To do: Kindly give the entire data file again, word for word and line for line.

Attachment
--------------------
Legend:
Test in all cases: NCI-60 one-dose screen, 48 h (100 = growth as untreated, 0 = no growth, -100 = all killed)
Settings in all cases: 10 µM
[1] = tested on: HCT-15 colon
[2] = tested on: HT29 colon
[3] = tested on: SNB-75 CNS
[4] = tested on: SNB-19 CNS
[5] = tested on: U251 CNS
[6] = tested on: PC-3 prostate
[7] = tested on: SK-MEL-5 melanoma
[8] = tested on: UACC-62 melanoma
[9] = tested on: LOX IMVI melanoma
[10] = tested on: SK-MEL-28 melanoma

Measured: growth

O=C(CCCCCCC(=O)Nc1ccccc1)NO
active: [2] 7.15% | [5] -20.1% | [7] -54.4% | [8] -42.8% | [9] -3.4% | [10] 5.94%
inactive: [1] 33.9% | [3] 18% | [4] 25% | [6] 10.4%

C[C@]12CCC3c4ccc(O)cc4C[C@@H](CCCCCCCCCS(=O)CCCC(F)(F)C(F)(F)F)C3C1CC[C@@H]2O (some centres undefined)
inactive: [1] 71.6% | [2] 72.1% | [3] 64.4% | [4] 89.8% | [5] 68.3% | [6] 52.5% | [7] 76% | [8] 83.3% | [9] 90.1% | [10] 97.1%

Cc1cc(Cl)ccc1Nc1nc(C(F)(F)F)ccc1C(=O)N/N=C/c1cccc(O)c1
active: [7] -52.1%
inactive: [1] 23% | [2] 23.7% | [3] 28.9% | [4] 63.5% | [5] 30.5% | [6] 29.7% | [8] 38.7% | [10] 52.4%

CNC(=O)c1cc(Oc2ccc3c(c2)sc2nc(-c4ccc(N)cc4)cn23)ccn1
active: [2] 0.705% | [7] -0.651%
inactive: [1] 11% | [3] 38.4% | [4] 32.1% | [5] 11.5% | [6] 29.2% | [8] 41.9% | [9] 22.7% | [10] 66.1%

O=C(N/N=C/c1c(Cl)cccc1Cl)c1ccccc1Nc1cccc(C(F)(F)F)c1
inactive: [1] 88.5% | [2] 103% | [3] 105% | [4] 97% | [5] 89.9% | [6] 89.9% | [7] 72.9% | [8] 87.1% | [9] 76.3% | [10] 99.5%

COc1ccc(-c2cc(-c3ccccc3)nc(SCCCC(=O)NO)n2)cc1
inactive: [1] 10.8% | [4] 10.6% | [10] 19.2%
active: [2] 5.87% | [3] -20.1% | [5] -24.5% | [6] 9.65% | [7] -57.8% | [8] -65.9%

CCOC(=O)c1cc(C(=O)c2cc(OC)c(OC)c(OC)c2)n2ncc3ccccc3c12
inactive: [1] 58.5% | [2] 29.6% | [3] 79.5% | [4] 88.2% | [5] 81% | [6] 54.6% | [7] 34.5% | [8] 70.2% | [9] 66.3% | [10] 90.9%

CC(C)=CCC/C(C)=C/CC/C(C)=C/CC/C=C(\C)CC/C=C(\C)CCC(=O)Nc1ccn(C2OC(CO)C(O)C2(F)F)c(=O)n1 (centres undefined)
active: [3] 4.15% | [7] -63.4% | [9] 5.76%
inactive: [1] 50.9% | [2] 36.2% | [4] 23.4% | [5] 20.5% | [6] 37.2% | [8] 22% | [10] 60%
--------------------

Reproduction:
Legend:
Test in all cases: NCI-60 one-dose screen, 48 h (100 = growth as untreated, 0 = no growth, -100 = all killed)
Settings in all cases: 10 µM
[1] = tested on: HCT-15 colon
[2] = tested on: HT29 colon
[3] = tested on: SNB-75 CNS
[4] = tested on: SNB-19 CNS
[5] = tested on: U251 CNS
[6] = tested on: PC-3 prostate
[7] = tested on: SK-MEL-5 melanoma
[8] = tested on: UACC-62 melanoma
[9] = tested on: LOX IMVI melanoma
[10] = tested on: SK-MEL-28 melanoma

Measured: growth

O=C(CCCCCCC(=O)Nc1ccccc1)NO
active: [2] 7.15% | [5] -20.1% | [7] -54.4% | [8] -42.8% | [9] -3.4% | [10] 5.94%
inactive: [1] 33.9% | [3] 18% | [4] 25% | [6] 10.4%

C[C@]12CCC3c4ccc(O)cc4C[C@@H](CCCCCCCCCS(=O)CCCC(F)(F)C(F)(F)F)C3C1CC[C@@H]2O (some centres undefined)
inactive: [1] 71.6% | [2] 72.1% | [3] 64.4% | [4] 89.8% | [5] 68.3% | [6] 52.5% | [7] 76% | [8] 83.3% | [9] 90.1% | [10] 97.1%

Cc1cc(Cl)ccc1Nc1nc(C(F)(F)F)ccc1C(=O)N/N=C/c1cccc(O)c1
active: [7] -52.1%
inactive: [1] 23% | [2] 23.7% | [3] 28.9% | [4] 63.5% | [5] 30.5% | [6] 29.7% | [8] 38.7% | [10] 52.4%

CNC(=O)c1cc(Oc2ccc3c(c2)sc2nc(-c4ccc(N)cc4)cn23)ccn1
active: [2] 0.705% | [7] -0.651%
inactive: [1] 11% | [3] 38.4% | [4] 32.1% | [5] 11.5% | [6] 29.2% | [8] 41.9% | [9] 22.7% | [10] 66.1%

O=C(N/N=C/c1c(Cl)cccc1Cl)c1ccccc1Nc1cccc(C(F)(F)F)c1
inactive: [1] 88.5% | [2] 103% | [3] 105% | [4] 97% | [5] 89.9% | [6] 89.9% | [7] 72.9% | [8] 87.1% | [9] 76.3% | [10] 99.5%

COc1ccc(-c2cc(-c3ccccc3)nc(SCCCC(=O)NO)n2)cc1
inactive: [1] 10.8% | [4] 10.6% | [10] 19.2%
active: [2] 5.87% | [3] -20.1% | [5] -24.5% | [6] 9.65% | [7] -57.8% | [8] -65.9%

CCOC(=O)c1cc(C(=O)c2cc(OC)c(OC)c(OC)c2)n2ncc3ccccc3c12
inactive: [1] 58.5% | [2] 29.6% | [3] 79.5% | [4] 88.2% | [5] 81% | [6] 54.6% | [7] 34.5% | [8] 70.2% | [9] 66.3% | [10] 90.9%

CC(C)=CCC/C(C)=C/CC/C(C)=C/CC/C=C(\C)CC/C=C(\C)CCC(=O)Nc1ccn(C2OC(CO)C(O)C2(F)F)c(=O)n1 (centres undefined)
active: [3] 4.15% | [7] -63.4% | [9] 5.76%
inactive: [1] 50.9% | [2] 36.2% | [4] 23.4% | [5] 20.5% | [6] 37.2% | [8] 22% | [10] 60%